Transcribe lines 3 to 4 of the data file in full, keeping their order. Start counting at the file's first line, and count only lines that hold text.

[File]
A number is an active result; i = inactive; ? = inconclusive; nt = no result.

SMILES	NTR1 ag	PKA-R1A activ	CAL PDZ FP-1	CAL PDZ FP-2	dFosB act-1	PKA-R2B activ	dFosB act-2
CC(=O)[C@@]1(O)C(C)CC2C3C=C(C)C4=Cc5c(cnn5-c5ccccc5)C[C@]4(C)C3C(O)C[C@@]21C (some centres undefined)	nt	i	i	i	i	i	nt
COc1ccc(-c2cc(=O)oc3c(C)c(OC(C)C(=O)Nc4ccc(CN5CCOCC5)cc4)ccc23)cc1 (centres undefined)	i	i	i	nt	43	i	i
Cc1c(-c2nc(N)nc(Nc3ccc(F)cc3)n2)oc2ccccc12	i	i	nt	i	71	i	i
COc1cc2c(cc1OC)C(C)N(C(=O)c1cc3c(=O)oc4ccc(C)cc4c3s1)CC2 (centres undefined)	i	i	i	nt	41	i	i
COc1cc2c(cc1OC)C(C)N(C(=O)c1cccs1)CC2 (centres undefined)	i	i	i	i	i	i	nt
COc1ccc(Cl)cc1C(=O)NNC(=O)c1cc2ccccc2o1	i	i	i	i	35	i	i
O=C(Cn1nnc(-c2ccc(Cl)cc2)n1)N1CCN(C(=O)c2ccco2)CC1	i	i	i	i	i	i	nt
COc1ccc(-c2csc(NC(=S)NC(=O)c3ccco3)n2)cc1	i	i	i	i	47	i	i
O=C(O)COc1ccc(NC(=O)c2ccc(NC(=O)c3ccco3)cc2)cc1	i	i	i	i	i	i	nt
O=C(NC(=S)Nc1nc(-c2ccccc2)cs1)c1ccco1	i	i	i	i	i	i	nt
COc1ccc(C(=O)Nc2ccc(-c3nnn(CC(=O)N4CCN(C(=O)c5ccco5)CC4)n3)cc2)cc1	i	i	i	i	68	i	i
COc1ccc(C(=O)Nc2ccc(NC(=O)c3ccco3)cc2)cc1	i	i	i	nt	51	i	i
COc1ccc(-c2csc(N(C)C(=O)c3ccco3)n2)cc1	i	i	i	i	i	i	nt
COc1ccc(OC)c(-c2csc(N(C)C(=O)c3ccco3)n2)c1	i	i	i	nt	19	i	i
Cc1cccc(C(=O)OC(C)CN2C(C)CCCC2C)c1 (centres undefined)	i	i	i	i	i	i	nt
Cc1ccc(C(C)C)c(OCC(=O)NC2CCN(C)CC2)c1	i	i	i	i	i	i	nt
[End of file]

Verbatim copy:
CC(=O)[C@@]1(O)C(C)CC2C3C=C(C)C4=Cc5c(cnn5-c5ccccc5)C[C@]4(C)C3C(O)C[C@@]21C (some centres undefined)	nt	i	i	i	i	i	nt
COc1ccc(-c2cc(=O)oc3c(C)c(OC(C)C(=O)Nc4ccc(CN5CCOCC5)cc4)ccc23)cc1 (centres undefined)	i	i	i	nt	43	i	i